I left the chokestones first, trailing the webbing. When I made it to the piton in the silo, I reattached the webbing and belayed myself across just as I had before, I then went as far as I could into the next section of mae west slot, and wedged my body into a fairly comfortable belay position. Braiden clipped into the webbing while I held it tight, using it as a Tyrolean traverse to get across the silo. We traded positions, and while Braiden rappelled into the crux off-width silo, I moved back up the canyon to the edge of the last silo. Since I couldn't get to where the webbing was tied to the piton and make it back to where I currently was at the other side of the silo, and I needed all the webbing I could get, it would have to be cut. I know that it is pretty stupid that we didn't have a knife with us, but that's how it was, all we had was a lighter. I started burning through the webbing, but it was taking a little more time than I thought, and as a result the lighter overheated and the spark wheel popped out extinguishing the flame. "Jesus we might f***cking die" I was promptly and viciously reprimanded by Braiden for saying that. It was definitely not the best thing to say out-loud given the situation and I felt pretty bad. Back to operation webbing sever plan B….there was no plan B. That was our last and only chance of getting out of the canyon by ourselves, and I just singlehandedly f***ed it up big time. I remembered that I had my Reverso, a belay device unlike most others in that it is made with two die cut and dissecting pieces of aluminum plate, allowing me to use it essentially as a very dull chopping blade. After about a half hour of adrenaline fed desperate hacking and chopping, and knuckles cut damn near to the bone I finally made it through.
I quickly chimneyed the 80 or so
feet down to Braiden, and after tying all the necessary knots, the webbing was
tightly secured to the rock which was still inside the harness bag. I stemmed my
feet up and over the 30 foot hole to the bottom of the silo, while Braiden held
me so I wouldn't fall, I swung the rock at the end of the webbing, and tossed it
up into the crack… Perfect! A little lower than what I had hoped, but enough
that I could tie in and have some protection past the hardest section, the
bottom 15 feet. After getting high enough that the webbing was getting tight, I
unclipped, all points off, free soloing for the remaining 20 feet.
It was completely dark at this point and after catching my breath in the slot above I continued down the canyon at a pretty fast pace, excited to get the hell out of the canyon and drink some water, the thought of drinking an entire gallon of water was tantalizing. A hundred or so yards from where I climbed out of the silo I hit (what else) another silo, and in the darkness I could not see how deep or how far apart the walls were, I tossed in some stones I had collected on the approach hike to try to gauge the depth.. bottomless. Obscenities of the highest order were heard echoing off the canyon walls as I informed Braiden that we would be spending the night.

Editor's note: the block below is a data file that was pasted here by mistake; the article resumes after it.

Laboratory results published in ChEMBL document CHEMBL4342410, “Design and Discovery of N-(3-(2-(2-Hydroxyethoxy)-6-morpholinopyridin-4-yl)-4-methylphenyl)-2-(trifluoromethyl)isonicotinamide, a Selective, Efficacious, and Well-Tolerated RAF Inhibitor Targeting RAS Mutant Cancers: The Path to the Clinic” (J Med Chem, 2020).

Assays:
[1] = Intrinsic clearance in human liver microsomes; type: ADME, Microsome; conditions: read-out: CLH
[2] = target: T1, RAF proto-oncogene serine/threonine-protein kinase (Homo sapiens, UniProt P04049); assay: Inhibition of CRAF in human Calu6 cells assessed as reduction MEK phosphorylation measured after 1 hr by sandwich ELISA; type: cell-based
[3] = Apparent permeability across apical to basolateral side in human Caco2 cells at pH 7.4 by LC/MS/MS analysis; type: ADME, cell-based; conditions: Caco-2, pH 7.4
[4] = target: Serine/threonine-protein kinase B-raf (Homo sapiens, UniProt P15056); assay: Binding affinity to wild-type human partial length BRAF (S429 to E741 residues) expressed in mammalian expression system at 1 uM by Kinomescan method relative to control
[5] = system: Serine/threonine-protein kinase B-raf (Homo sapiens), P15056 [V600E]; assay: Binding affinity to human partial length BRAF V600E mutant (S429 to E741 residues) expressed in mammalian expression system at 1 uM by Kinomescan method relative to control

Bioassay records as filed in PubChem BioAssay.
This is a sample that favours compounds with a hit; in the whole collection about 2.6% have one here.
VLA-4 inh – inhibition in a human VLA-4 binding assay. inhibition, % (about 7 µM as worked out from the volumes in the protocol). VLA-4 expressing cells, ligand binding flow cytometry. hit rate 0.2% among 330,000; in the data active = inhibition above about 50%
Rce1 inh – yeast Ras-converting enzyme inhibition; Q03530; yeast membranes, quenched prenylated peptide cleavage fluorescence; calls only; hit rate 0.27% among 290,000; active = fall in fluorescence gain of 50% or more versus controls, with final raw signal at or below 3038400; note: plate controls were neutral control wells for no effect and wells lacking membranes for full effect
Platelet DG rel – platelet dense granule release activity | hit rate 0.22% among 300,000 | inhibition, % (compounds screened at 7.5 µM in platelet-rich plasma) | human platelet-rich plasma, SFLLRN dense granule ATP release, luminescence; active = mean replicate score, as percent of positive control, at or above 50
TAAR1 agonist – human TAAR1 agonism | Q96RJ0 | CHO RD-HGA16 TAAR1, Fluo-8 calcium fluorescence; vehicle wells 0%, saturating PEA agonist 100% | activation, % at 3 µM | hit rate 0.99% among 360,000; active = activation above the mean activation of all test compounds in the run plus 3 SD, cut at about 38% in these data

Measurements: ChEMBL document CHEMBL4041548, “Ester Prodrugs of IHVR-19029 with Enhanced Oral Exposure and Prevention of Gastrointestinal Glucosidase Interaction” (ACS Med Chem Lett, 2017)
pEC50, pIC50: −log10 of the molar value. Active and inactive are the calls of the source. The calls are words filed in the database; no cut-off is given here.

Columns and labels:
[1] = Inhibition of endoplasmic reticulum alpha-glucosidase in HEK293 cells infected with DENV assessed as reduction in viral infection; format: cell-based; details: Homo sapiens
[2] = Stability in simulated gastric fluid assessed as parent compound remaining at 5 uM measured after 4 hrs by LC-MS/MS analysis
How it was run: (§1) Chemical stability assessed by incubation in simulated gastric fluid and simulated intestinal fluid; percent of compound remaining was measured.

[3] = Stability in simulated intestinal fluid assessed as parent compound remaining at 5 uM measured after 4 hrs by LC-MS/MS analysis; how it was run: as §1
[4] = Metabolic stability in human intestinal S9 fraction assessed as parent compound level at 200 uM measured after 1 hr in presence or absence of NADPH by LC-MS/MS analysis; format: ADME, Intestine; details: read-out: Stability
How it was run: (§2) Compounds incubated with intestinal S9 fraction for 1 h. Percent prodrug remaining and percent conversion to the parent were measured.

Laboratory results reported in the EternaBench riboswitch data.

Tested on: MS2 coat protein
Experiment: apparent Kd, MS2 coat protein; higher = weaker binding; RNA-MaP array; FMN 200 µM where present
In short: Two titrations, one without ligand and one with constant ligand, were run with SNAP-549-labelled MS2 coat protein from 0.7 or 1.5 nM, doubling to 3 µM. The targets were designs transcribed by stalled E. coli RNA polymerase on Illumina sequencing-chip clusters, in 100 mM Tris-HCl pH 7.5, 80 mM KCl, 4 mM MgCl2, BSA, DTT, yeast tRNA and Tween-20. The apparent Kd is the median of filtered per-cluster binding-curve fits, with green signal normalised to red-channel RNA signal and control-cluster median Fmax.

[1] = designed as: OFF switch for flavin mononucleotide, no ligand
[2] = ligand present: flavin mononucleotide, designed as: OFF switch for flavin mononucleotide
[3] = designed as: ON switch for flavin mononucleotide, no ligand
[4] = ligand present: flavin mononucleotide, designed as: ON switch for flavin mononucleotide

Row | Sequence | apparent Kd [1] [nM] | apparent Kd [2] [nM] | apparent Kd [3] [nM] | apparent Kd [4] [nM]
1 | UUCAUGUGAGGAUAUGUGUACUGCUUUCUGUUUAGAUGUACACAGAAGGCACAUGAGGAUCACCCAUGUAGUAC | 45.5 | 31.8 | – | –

After the sun went down it started to get chilly, we were both in our cutoff shirts, I was wearing my climbing pants, and Braiden, still down in the crux silo, had cutoff shorts. Sometime around midnight we pissed in our water bottles and huddled up with them in our shirts to keep warm. I was contorted into the bottom of the slot 10 feet away from the silo with my feet jammed in the crack so as not to slide towards the edge, changing to a squatting/head stem position and back every half hour or so. Braiden was sleeping in his harness, hanging off the rock and webbing on the crux pitch. Badly cramping, shivering, and dehydrated, it was a dreadful nights sleep. Throughout the night we would yell to each other to make sure the other was still ok, probably around 1 am I hear Braiden say something, "Hey Dude… (pause)…… Dude………" "What's up?" I replied,…… "Don't try that dude, its terrible"…. "What?", "The piss man, don't drink the piss", "It's really bad". About an hour later I smelled my water bottle and dry heaved a few times.
I woke up from a short doze around 5 am, it was still pretty dim down in the canyon and I felt like I had just done a few sheets of acid and spent the night in the rabbits hole from Alice in Wonderland, then run through a dry cycle inside a dryer a few times, dreams in delirium, an epic in Sandthrax. Everything was loopy and strange, my eyes didn't want to focus, I didn't want to be here anymore.
I stood up with my back on one wall, trying to gather my thoughts, trying to pull myself together enough to get a clear and concise plan going as to the most efficient way out. I looked again at the silo, it looked pretty hopeless, way too high consequence for me to attempt myself. The only other way would be to go up, straight up the canyon wall. I have free soloed 400 feet before, but never in my running shoes on sandy crumbling sandstone. I saw a small edge and flake system that traversed a bit to the left from where I was, directly over the lip of the silo, then trended back to the right, 50 feet up it looked like it might be low angled enough to climb easily. I started up the face slowly, I blew the first move twice and had to step back down to where I could stem again, on the third shot I committed and moved through the hardest section cautiously, meticulously, calmly, trying to keep it together, one wrong move and I was a pile of hamburger at the bottom of the silo. I would say it was around 5.10c face/slab climbing for 50 or 60 feet before that thing rolled over and mellowed out, pretty intense.
I yelled to Braiden that I had gotten out, and that I was headed back to the car to get the ropes and gear to get him out. From my high vantage point, the sight I saw was humbling, we were only a half mile from the road, I was 120 yards at most from the end of the canyon, our calls for help had been drowned out by a f***ing generator on a motor home.
After making it back to the car, downing a can of soup and a half-gallon of water, I packed up 4 ropes and what gear I though I'd need, a full gallon of water, and Braiden's poncho since he was still shivering in the silo. It took me about an hour to rig up the anchor and ropes, and another 3 to get him out. We had spent over 24 hours in the canyon.
Lots of Lessons Learned.